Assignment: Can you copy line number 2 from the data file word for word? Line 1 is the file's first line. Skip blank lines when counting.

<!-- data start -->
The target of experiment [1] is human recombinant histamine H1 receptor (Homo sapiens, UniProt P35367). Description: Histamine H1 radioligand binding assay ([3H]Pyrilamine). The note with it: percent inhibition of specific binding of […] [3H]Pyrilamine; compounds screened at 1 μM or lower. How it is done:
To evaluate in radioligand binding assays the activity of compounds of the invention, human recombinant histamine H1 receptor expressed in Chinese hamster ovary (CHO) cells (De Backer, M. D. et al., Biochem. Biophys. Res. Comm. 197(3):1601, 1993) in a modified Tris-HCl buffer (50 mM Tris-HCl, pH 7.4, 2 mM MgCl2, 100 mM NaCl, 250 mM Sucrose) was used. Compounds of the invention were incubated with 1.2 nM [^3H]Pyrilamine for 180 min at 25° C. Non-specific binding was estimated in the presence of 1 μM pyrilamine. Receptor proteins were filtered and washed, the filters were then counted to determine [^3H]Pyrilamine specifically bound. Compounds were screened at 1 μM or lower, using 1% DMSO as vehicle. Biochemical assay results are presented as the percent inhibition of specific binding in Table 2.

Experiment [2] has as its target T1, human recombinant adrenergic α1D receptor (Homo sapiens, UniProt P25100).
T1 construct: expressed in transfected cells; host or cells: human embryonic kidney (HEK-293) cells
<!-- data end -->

To evaluate in radioligand binding assays the activity of compounds of the invention, human recombinant histamine H1 receptor expressed in Chinese hamster ovary (CHO) cells (De Backer, M. D. et al., Biochem. Biophys. Res. Comm. 197(3):1601, 1993) in a modified Tris-HCl buffer (50 mM Tris-HCl, pH 7.4, 2 mM MgCl2, 100 mM NaCl, 250 mM Sucrose) was used. Compounds of the invention were incubated with 1.2 nM [^3H]Pyrilamine for 180 min at 25° C. Non-specific binding was estimated in the presence of 1 μM pyrilamine. Receptor proteins were filtered and washed, the filters were then counted to determine [^3H]Pyrilamine specifically bound. Compounds were screened at 1 μM or lower, using 1% DMSO as vehicle. Biochemical assay results are presented as the percent inhibition of specific binding in Table 2.